Fair-weather Christians

In the summer of 1994, the Rev. Debbie Little began meeting with homeless people on the streets of Boston, and soon garnered a dear fellowship of friends, both housed and un-housed. Reverend Little began simply by handing out sandwiches and building friendships with some homeless folks in Boston. As her friendships grew, so too did their desire to worship together. And now, about 17 years since Reverend Little began handing out food and drink to her friends, a lively congregation meets in Boston Common every Sunday to eat together, physically and spiritually.

So that’s the quick and dirty story of Ecclesia Ministries’ Common Cathedral, an outdoor Church that worships together every single Sunday, through rain, sleet, and snow. But not Katie and me…

We ventured to Boston Common on Sunday; but what started out in the morning as a light drizzle quickly turned into a strong downpour. Nothing serious, mind you (not a storm, and nothing at all to be scared about), but enough to keep us adequately wet even before we located the worshipping Church (see picture below). So, as the rain continued to come down, Katie and I ducked into a California Pizza Kitchen – for rest and nourishment ;)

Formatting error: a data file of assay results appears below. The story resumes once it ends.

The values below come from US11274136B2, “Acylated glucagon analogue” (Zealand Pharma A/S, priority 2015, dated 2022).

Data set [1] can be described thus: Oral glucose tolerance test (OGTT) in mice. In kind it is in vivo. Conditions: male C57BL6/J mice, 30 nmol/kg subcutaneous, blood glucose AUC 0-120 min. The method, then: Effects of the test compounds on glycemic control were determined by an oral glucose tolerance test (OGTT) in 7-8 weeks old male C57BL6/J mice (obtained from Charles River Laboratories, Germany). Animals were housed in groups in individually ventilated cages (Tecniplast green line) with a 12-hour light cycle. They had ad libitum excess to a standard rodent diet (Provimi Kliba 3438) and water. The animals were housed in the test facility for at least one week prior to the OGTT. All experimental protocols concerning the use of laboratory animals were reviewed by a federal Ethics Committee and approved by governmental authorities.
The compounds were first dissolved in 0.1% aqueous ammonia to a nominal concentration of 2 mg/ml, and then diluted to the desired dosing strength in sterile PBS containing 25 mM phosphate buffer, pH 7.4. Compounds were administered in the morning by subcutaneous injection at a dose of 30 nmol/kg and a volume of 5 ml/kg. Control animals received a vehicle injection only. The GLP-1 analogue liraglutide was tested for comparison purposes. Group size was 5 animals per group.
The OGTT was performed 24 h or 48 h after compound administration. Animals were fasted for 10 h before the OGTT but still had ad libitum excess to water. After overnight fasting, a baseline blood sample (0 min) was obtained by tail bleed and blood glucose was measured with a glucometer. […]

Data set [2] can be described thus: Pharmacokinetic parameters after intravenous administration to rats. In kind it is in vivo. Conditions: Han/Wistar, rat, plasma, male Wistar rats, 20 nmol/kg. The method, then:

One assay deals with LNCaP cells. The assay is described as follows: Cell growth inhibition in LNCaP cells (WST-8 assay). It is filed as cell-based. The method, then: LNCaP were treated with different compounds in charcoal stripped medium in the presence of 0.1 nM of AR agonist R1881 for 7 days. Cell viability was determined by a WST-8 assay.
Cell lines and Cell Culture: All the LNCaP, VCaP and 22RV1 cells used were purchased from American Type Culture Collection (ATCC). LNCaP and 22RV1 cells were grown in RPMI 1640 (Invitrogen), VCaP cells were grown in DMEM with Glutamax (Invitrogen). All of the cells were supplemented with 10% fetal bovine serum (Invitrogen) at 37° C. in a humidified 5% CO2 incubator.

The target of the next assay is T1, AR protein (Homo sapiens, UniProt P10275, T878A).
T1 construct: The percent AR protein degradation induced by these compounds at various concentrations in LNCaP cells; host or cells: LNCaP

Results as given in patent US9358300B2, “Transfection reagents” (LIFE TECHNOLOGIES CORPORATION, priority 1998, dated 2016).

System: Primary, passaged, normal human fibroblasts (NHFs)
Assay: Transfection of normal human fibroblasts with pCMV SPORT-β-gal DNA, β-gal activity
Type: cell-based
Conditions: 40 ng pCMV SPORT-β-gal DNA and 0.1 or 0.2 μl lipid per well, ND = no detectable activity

I’m amazed when I think of Common Cathedral. The service is not something done to or for the homeless, but a worship service attended with them. Housed and un-housed Christians come together to share food, study Scripture, take part in the Eucharist, and to form deep relationships with one another. Many such folks don’t have the option to find hospitable shelter on rainy days such as Sunday, and some simply choose against it. And some congregations spend far too much money luxuriating their sanctuaries and adorning their walls. Common Cathedral is an organic illustration that the Church – the ekklesia, the “assembled ones” – does not need much to be. We are witnesses, not buildings.

Katie and I didn’t make it to Common Cathedral this Sunday, but we dearly hope to attend in the future!

myWPEdit Image